designed to reach all segments of the parent community. Thus, a charter
school may conduct outreach or recruitment activities in churches or
through religious organizations as part of a broad-based and balanced effort
to inform parents in the community about the charter school and to recruit a
diverse student body.

D-6. Can community-based organizations and business entities play a role in


charter schools?

Yes. Community-based organizations and businesses can play a positive


role in creating and supporting charter schools. Examples of ways in which
non-religious organizations can get involved in charter schools include
helping to plan or design a new school, developing curriculum and
assessment strategies, serving on governing boards, participating in the day-
to-day management of charter schools, establishing partnerships with
charter schools, and even creating work-site charter schools. A broad range
of community-based organizations and businesses are currently involved
with charter schools, including plastics and automobile manufacturers;
hospitals, museums, and homeless shelters; and courts and social service
agencies. Like all charter schools, charter schools operated by or affiliated
with community-based organizations or business entities must be public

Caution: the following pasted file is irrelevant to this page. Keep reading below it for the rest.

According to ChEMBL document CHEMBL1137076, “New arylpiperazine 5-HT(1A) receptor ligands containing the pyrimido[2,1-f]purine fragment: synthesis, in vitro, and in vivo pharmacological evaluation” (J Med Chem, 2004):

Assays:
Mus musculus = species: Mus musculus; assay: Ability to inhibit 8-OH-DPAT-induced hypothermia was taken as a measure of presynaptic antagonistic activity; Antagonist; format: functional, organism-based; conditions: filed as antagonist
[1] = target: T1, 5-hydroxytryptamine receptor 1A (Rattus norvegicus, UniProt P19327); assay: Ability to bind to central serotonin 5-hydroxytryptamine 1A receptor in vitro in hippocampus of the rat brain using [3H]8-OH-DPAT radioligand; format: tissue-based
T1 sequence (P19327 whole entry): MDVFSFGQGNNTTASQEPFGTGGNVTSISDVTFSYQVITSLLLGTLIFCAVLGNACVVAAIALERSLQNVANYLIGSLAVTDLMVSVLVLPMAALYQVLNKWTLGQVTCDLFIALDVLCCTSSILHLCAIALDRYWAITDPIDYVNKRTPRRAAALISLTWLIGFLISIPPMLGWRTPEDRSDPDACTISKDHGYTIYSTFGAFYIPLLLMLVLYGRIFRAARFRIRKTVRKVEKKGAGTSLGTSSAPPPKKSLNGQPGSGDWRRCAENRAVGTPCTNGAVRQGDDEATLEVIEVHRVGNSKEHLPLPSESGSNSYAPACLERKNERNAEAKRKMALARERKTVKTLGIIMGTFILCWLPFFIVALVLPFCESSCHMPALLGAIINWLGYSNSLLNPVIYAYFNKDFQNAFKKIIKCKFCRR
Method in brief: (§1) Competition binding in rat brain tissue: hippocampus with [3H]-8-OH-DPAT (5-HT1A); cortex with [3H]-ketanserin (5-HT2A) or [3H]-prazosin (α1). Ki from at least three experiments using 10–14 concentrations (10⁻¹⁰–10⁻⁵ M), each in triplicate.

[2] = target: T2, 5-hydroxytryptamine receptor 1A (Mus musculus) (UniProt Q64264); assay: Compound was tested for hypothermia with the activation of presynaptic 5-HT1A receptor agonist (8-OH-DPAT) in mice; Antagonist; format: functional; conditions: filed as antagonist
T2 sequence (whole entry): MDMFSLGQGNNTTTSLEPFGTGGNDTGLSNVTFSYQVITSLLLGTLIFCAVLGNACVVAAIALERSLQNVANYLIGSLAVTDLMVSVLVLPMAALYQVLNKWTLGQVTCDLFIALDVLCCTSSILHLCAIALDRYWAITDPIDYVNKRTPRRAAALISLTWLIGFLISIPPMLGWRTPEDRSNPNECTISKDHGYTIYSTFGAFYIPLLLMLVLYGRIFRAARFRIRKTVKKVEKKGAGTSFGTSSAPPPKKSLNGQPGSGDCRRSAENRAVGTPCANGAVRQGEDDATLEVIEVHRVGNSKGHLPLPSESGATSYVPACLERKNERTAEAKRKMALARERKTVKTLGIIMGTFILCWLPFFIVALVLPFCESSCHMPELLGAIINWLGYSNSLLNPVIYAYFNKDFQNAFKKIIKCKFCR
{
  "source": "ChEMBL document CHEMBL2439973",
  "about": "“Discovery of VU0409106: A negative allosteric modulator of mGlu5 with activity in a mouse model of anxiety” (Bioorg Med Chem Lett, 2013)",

schools of choice, must be non-religious, and must operate in a
nondiscriminatory manner.

E. Administrative and Fiscal Responsibilities

E-1. What are the administrative and fiscal responsibilities of a charter


school grantee under the CSP?

Charter schools receiving CSP grants must comply with applicable statutes,
regulations, and approved applications; and must use Federal funds in
accordance with those statutes, regulations, and applications. Grantees must
directly administer or supervise the administration of the project, and must

28
use fiscal control and fund accounting procedures that ensure proper
disbursement of, and accounting for, Federal funds. 34 CFR 75.700-75.702.

E-2. What are the rules governing “conflicts of interest” in the


administration of CSP grants?

CSP grantees must avoid apparent and actual conflicts of interest when
administering grants. Department regulations at 34 CFR 75.525(a) prohibit
a person from participating in an administrative decision regarding a project
if (a) the decision is likely to benefit that person or his or her immediate
family member; and (b) the person is a public official or has a family or
business relationship with the grantee. Section 75.525(b) provides further
that a person may not participate in a project to use his or her position for a
purpose that is – or gives the appearance of being – motivated by a desire
for a private or financial gain for that person or for others. 34 CFR 75.525.

E-3. What procedures must a CSP grantee follow in order to avoid a


“conflict of interest” when purchasing equipment or services?

When using Federal funds to enter into a contract for equipment or services,
a charter school must comply with the procurement standards set forth in
the Department’s regulations at 34 CFR 74.40-74.48. Those standards
require Federal grant recipients to develop written procurement procedures
and to conduct all procurement transactions in a manner to provide, to the
maximum extent possible, open and free competition. No employee,
officer, or agent of the charter school may participate in the selection,
award, or administration of any contract supported by Federal funds if a real
or apparent conflict of interest exists. 34 CFR 74.42-74.44.